A very extensive and blessed religious awakening also took place on the Maguiresbridge circuit. One Sunday evening a little girl, the daughter of Mr. Robert Orr of Ballyreagh, while singing hymns, became suddenly and strangely affected, was put to bed, and on regaining consciousness began at once to praise God. Such was the impression made on the mind of her father that, on the following morning, he sent for a brother prayer-leader, John Grainger, and they arranged at once to hold a prayer-meeting. This was so largely attended and accompanied with such Divine power that services were continued night after night. Grainger was joined by another prayer-leader, James M'Clintock and through the blessing of God on the labours of these devoted men, the work spread in all directions, and the whole country was roused. Topped Mountain, Tempo, Ratoran, and Pubble were all greatly quickened, while at Ballyreagh there was not. a Protestant family unblest. James McClintock, the principal agent in this glorious work, was a young man of superior natural ability, mighty in the Scriptures, and intensely earnest Amongst those converted were James Wilson, James Edwards, and Andrew Armstrong of Ballyreagh, and Thomas Hurst of Topped Mountain, all of whom subsequently entered the itinerancy. The superintendent of the circuit, Mr William Beatty, writes, "Our March quarterly meetings were all greatly owned of God. We held five of them, not one of which was unattended with signal good. Between forty and fifty persons professed to have received the blessing of pardon." This good work, and consequent lack of sufficient accommodation for those who desired to attend the services, led to the erection of the chapel at Pubble.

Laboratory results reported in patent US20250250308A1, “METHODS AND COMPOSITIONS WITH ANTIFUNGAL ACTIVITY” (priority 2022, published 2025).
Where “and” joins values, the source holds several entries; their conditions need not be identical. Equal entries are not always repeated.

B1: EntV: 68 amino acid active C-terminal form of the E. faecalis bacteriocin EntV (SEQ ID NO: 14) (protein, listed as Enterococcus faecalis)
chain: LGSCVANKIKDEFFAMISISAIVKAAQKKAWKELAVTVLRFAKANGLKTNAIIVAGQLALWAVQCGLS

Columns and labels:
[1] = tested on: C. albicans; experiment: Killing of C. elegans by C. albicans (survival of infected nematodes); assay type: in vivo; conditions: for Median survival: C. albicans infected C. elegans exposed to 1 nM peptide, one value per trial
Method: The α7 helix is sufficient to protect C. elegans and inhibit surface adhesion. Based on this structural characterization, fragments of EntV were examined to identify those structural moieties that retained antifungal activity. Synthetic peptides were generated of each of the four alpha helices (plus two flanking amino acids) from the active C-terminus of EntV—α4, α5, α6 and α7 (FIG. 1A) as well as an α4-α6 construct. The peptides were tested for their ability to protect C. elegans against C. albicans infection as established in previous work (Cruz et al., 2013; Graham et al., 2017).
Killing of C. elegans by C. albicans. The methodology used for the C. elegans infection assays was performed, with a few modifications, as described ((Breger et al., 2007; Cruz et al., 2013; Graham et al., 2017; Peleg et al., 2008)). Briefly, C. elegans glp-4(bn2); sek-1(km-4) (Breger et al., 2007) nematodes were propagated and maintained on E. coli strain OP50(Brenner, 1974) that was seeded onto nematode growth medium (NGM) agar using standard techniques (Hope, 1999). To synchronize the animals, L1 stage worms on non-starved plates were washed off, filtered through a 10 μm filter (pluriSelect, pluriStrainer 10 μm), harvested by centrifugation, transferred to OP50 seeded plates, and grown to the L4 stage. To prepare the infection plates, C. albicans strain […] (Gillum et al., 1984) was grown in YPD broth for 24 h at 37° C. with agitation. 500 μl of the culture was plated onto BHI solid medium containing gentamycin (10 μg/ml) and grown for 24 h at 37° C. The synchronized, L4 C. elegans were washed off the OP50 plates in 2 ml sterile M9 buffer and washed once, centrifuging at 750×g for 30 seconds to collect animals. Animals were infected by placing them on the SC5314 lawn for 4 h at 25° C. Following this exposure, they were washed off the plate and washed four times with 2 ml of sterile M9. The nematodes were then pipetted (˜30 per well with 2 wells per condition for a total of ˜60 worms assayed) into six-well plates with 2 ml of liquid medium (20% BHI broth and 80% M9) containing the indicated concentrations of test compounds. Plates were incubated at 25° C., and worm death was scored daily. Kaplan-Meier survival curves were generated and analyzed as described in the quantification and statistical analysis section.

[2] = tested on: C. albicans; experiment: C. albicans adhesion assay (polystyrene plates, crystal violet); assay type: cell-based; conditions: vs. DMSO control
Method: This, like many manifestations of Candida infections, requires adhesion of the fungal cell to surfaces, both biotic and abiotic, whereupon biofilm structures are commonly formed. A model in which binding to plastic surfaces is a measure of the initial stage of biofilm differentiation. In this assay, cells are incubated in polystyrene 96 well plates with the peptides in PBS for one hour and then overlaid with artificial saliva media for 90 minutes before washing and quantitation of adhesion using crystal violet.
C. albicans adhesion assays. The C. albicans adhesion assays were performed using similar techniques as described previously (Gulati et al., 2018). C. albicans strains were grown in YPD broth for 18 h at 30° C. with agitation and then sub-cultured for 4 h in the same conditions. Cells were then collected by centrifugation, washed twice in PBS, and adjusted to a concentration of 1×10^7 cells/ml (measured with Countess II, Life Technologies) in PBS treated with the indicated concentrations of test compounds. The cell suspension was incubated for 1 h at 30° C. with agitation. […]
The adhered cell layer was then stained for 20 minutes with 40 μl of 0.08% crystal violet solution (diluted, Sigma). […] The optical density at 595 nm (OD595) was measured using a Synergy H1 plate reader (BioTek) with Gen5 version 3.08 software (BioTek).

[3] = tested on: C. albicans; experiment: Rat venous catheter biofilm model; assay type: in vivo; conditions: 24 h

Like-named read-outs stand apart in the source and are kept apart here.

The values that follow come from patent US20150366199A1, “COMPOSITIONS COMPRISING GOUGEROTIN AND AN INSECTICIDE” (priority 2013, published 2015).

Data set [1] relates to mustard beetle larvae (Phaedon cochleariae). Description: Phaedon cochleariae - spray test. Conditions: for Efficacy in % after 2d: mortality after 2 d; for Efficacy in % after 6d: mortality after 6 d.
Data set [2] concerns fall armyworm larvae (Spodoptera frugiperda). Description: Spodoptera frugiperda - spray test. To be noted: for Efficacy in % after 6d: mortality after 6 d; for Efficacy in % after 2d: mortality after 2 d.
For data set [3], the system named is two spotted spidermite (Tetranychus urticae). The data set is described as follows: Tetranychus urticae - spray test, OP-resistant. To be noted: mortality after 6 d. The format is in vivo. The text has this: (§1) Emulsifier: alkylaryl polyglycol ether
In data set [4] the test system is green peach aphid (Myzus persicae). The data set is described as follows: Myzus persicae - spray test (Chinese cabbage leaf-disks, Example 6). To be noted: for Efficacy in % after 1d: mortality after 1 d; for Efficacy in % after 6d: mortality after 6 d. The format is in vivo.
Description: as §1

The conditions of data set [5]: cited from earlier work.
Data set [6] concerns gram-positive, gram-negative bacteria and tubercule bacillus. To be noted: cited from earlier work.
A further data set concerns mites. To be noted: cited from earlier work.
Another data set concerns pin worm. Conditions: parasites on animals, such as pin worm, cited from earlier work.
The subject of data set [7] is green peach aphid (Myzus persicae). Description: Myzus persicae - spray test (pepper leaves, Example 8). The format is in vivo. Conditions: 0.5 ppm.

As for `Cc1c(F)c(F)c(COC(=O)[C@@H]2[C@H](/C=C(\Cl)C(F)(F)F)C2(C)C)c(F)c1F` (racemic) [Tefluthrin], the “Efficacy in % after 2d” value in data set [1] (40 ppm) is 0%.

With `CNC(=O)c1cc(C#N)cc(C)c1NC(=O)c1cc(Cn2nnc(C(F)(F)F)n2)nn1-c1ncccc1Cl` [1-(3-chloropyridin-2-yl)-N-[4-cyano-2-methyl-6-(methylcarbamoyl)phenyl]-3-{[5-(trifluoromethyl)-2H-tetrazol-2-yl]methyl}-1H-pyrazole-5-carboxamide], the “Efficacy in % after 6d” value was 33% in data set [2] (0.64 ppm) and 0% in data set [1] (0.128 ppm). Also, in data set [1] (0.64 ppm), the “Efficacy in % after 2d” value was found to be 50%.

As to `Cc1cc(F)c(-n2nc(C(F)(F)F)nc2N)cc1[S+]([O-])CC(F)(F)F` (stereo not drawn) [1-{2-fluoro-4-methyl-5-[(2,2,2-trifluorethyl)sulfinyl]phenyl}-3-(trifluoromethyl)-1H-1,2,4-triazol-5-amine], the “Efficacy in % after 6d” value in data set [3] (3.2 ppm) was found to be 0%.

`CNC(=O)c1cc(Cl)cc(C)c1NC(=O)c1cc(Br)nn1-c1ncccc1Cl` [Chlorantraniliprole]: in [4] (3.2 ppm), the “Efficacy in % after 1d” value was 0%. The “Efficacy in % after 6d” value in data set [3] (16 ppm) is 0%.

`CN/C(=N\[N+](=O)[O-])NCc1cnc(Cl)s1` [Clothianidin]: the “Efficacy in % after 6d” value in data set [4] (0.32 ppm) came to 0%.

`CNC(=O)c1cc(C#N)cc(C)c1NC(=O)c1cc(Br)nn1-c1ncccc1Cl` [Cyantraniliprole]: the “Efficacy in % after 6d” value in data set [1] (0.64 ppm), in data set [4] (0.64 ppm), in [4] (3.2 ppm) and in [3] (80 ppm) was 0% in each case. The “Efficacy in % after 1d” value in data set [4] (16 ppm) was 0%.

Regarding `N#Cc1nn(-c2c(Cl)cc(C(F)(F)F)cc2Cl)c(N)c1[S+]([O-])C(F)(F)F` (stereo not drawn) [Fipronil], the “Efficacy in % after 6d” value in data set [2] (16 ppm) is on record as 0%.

'History of Methodism in Ireland' by Crookshank, Volume III, p333-4.
1856. At Pubble we had much of the presence and power of God; the people spoke freely, and at the close about twenty penitents came forward.
'History of Methodism in Ireland' by Crookshank, Volume III, p480.